Is CSCOPE a Curriculum or Not?
Susan Comb is the Texas State Comptroller. Ms. Combs has repeatedly given TESCCC,inc great marks for saving school districts money.
Ms. Comb indicates that purchasing CSCOPE can save a CSCOPE school district as much as $4.5 million dollars. This is because schools do not have to spend their valuable time and money developing their own curriculum.
I recently corresponded with Dr. Steelman, CSCOPE director at ESC, Region 11 about CSCOPE. Mr. Steelman was firm about CSCOPE not being a curriculum. Instead, according to Dr. Steelman, CSCOPE is a teacher guide that can be used by teachers to develop their own curriculum. Since this is contrary to Susan Comb’s description of CSCOPE, I contacted Wade Lebay, the State CSCOPE Director.
Mr. Lebay supports Dr. Steelman’s description of CSCOPE in that CSCOPE was not designed to be a school’s comprehensive curriculum. Instead, CSCOPE has components that can be used as guides for schools to use in designing their own curriculum. But, for schools that are not able to pay to have their curriculum developed, the CSCOPE components can be used as a curriculum.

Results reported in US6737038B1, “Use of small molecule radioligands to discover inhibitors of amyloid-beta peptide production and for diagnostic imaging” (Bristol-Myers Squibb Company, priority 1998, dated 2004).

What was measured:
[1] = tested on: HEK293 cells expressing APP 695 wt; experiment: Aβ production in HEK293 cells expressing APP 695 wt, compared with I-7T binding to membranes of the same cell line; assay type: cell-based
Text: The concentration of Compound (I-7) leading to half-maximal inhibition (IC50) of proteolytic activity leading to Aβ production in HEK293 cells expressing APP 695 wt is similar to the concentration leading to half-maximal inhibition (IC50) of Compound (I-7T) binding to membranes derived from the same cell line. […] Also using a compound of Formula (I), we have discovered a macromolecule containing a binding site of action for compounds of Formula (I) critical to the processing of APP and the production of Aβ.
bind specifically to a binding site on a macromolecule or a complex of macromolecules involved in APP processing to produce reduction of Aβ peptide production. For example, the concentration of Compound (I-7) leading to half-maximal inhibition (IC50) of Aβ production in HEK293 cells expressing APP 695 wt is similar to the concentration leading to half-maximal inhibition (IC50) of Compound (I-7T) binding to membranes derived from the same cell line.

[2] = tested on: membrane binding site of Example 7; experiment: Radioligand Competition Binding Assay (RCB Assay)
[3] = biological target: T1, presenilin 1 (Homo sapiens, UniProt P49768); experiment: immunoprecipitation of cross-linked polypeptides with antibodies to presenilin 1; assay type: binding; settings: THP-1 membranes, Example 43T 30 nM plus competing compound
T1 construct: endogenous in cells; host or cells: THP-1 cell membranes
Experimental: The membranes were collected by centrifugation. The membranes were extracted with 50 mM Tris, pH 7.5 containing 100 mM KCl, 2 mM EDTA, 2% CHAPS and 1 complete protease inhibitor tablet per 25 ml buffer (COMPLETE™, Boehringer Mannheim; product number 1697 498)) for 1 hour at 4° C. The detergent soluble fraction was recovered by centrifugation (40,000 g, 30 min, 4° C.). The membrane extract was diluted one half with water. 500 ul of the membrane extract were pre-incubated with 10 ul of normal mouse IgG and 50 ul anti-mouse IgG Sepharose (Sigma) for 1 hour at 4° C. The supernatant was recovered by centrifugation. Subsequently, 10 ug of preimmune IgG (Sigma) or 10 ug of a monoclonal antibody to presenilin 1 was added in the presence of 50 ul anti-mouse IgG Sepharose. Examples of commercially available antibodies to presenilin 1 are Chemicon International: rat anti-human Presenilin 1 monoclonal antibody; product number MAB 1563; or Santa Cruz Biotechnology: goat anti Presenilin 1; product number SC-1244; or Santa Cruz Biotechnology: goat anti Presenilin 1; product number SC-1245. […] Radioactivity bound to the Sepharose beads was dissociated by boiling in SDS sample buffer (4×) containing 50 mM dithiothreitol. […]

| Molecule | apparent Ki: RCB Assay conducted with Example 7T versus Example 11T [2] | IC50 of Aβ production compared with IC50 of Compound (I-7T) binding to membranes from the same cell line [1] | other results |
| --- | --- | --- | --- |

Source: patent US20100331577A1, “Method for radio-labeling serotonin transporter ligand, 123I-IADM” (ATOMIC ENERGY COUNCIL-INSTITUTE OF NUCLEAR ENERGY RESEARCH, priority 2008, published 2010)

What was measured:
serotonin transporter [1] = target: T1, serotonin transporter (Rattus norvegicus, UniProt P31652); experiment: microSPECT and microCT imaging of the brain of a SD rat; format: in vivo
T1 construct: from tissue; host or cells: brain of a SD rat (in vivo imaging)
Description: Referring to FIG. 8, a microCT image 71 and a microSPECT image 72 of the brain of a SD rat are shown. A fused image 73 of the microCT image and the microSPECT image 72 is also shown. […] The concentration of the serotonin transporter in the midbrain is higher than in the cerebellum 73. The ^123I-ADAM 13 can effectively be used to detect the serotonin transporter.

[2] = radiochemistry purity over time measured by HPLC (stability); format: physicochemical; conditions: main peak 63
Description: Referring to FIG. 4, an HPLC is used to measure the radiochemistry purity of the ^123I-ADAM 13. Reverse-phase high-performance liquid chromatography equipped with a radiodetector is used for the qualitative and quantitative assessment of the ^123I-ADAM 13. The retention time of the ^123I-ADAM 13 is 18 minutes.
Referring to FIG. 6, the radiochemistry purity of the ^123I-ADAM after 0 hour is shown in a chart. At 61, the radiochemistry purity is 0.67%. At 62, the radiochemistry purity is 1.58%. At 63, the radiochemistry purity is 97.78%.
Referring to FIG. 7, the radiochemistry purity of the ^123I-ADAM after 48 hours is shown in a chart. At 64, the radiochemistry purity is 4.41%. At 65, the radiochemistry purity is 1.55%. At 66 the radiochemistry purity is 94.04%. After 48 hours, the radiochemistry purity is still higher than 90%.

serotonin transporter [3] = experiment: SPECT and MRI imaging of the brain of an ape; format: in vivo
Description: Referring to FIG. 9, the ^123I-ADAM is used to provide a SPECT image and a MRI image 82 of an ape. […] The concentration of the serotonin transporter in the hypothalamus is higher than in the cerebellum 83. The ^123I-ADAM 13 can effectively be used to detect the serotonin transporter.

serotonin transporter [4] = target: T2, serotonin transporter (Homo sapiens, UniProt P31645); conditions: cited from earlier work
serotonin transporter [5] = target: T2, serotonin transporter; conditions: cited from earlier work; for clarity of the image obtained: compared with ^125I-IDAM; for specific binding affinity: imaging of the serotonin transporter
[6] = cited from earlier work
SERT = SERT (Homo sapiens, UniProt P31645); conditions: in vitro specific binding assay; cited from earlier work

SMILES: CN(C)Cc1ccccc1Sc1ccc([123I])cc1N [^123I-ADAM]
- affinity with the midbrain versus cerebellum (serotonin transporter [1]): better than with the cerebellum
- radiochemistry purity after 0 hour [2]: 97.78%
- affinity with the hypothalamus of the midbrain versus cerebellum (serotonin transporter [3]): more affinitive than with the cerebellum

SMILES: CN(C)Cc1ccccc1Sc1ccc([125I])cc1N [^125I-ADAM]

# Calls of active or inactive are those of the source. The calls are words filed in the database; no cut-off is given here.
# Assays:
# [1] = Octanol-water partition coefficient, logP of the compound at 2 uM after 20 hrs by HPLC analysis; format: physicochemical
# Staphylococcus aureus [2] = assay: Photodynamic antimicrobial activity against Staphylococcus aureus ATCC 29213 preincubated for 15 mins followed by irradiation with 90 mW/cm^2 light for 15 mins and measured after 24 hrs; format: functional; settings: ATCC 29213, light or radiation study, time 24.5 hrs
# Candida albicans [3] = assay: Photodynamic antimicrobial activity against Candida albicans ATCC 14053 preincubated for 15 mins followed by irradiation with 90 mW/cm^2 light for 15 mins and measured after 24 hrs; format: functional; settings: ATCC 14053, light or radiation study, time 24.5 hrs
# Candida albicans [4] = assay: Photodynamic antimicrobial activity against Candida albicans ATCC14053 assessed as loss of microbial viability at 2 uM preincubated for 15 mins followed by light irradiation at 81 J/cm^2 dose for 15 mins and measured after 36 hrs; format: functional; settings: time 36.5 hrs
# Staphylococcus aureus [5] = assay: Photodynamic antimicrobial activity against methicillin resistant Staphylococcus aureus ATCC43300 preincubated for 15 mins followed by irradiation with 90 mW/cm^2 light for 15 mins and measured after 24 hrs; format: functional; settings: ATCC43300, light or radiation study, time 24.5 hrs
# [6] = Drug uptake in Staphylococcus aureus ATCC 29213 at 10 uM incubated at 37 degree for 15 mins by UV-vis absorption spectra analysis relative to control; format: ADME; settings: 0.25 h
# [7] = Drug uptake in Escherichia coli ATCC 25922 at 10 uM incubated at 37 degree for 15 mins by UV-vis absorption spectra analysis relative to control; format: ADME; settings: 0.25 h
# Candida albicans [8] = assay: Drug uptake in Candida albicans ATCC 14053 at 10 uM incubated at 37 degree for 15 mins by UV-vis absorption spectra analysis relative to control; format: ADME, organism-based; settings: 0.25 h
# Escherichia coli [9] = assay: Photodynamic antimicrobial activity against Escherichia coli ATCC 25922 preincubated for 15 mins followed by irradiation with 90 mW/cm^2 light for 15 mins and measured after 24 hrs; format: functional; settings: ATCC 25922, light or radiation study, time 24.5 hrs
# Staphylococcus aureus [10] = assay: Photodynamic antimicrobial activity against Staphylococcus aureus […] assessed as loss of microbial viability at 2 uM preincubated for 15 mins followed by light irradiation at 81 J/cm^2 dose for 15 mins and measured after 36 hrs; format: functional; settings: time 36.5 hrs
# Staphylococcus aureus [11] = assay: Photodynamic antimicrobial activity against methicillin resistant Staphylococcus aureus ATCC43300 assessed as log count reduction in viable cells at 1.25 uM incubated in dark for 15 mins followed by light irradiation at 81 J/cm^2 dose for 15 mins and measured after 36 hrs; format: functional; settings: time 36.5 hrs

Mr. Wade Lebay summarized his description of CSCOPE and how school districts use it as:
If CSCOPE is not a comprehensive curriculum being used by school districts that purchase this instructional material, then schools are not saving $4.5 million dollars. This also mean that TESCCC, inc. is not an innovative state program that is saving schools money. Instead, schools purchasing CSCOPE must be spending more money. First they pay the TESCCC,inc. $5,370 for developing cost, then they pay $7.00 per student per year along with internet connection fees as well as fees for mandatory workshops for implementing CSCOPE. [What is there to implement?] Then, the school district has to hire curriculum directors to develop the curriculum. But, according to Dr. Steelman, CSCOPE is a guide for teachers to develop their own curriculum.
CSCOPE gets more confusing every day. At first CSCOPE was a curriculum to save schools money as well as give schools a common language–meaning they all teach the same thing during the same time period. Now it is not a curriculum and schools are developing their own curriculum so obviously there is to be no common language.
Remind me again—Why are schools purchasing CSCOPE? Why are superintendents fighting to keep it in their schools?
Ms. Comb credits the information as coming from TESCCC,inc. Something is wrong!